Which Dogs Breeds Make the Best Police Dogs?
Discover the history of police dog work and which dog breeds were thought to have made the best police dogs in this 1923 Dog World article.
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June 28, 2012
From the Archives of Dog World: Enjoy this all-access pass to dog history from the pages of the longest published dog magazine. This content remains in its original form and reflects the language and views of its time. Health and behavior information evolves and only the most current advice should be followed.
In Germany, there are four dog breeds which are recognized as police dogs, that is, officially recognized. These dog breeds are the German Shepherd Dog, the Doberman Pinscher, the Rottweiler and the Airedale Terrier. As a rule the German Shepherd Dog and the Rottweiler are said to be the best dog breeds.
I have a two and one-half year old Great Dane with guaranteed trustworthy character, and he is very easy to train, but with this dog breed this is the exception.
At the field trials of the Schutzund Polizeihund Verein, other dog breeds are allowed to compete which are not officially recognized as police dog breeds. Here we have seen the German Boxer, Swiss Sennerhund, Riesenschnauzer and several other dog breeds doing police dog work just as well and sometimes better than the officially recognized four dog breeds.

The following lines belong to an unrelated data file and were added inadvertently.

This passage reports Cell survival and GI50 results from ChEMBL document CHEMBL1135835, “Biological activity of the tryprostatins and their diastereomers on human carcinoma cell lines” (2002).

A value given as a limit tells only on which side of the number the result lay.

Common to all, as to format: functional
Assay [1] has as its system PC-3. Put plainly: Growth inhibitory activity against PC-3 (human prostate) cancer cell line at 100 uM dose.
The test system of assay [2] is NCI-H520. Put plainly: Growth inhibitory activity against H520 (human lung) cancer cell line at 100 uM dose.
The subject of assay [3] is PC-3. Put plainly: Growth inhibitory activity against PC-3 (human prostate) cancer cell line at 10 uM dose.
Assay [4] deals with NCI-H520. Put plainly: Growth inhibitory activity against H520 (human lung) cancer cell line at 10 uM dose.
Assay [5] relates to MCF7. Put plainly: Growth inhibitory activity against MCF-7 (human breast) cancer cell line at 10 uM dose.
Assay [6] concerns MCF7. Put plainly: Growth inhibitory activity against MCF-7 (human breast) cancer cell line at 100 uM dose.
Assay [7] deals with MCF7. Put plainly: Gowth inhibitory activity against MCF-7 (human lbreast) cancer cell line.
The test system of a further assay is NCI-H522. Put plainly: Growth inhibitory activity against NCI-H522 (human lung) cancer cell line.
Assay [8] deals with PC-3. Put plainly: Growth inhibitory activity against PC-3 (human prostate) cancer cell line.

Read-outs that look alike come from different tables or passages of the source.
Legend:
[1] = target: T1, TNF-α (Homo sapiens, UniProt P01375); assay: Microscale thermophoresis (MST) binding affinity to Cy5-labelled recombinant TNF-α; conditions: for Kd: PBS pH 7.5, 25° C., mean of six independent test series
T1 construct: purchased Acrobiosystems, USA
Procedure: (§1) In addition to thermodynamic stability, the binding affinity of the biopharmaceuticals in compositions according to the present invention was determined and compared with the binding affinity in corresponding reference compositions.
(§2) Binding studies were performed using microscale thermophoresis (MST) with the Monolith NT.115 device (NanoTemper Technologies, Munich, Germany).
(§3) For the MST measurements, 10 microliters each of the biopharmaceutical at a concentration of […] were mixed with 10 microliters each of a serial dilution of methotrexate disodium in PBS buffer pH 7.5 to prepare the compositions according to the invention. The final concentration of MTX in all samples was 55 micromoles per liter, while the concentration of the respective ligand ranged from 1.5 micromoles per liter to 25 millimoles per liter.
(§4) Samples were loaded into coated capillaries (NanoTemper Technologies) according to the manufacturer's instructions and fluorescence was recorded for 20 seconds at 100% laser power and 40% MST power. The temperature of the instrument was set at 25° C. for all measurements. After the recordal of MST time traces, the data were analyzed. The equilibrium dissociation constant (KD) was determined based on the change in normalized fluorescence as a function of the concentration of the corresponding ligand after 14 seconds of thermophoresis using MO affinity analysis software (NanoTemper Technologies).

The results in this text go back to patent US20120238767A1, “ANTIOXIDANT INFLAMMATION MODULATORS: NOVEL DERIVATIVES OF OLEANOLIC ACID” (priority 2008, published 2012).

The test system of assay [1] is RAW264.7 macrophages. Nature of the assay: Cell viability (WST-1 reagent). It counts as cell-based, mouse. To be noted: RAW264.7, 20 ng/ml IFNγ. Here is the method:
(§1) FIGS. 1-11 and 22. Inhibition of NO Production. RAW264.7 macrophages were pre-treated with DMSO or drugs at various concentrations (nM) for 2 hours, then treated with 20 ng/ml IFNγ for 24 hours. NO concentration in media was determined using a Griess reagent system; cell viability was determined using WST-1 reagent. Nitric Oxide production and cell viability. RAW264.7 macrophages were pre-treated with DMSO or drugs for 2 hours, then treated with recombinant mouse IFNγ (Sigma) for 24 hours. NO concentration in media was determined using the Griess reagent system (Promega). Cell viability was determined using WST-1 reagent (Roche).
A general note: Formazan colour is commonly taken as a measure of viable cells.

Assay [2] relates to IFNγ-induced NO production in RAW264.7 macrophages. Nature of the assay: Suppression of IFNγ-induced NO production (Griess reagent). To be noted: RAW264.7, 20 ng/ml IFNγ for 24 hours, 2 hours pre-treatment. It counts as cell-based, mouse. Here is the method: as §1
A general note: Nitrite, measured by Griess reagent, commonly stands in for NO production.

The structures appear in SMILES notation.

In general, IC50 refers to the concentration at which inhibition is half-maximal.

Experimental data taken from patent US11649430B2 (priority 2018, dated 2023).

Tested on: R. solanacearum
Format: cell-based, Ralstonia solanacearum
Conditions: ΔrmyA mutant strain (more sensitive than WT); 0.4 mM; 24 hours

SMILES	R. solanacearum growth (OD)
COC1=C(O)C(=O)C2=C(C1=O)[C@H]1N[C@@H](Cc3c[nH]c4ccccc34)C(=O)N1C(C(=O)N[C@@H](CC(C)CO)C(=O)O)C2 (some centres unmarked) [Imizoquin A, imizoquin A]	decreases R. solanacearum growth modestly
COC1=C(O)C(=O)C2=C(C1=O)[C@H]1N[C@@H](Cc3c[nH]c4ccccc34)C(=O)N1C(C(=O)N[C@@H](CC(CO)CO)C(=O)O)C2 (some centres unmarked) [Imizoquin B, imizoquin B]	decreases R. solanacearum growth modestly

I am of the opinion that any dog of good size and bone structure can be trained for police dog work, if the dog has good intelligence, the necessary courage and good nose for taking up and following scent. It is up to the trainer to find this out immediately. The Schnauzer as a born rat catcher has an excellent nose. Now, further if I believe, that if these dog breeds of whom some representatives have competed with the officially recognized dog breeds in the SchH. and PH. trials, had received as much and thorough training in the past four generations as the German Shepherd Dog and Rottweiler, they would be just as fit and popular as these dog breeds for police dog work, as I and others fully believe that very intense training of the parents and grandparents, etc., is inheritable.
Another interesting experience ought to be that I have two Schnauzer puppies, one Great Dane puppy, one German Shepherd puppy and one Dachshund enclosed in an extra kennel upon my training grounds. These dogs, although one is a recognized police dog puppy at the age of only three months, show a great deal of interest for training, and will let no strangers come to their kennels without a great deal of almost savage barking. At the age of six months I have had a puppy who went for the training of his own accord, and this is only because he had watched my trainer while at his work. Youngsters learn much better when they watch the other dogs being trained when they are still puppies.
In training it is not only necessary to treat each dog individually but each dog breed wants individual treatment.
I could continue and make a book out of this, but for brevity’s sake I will close right here, but would be pleased to answer all questions to those interested.
Excerpted from Dog World magazine, October 1923, Vol. VIII, No. 10. For back issues of Dog World, click here.
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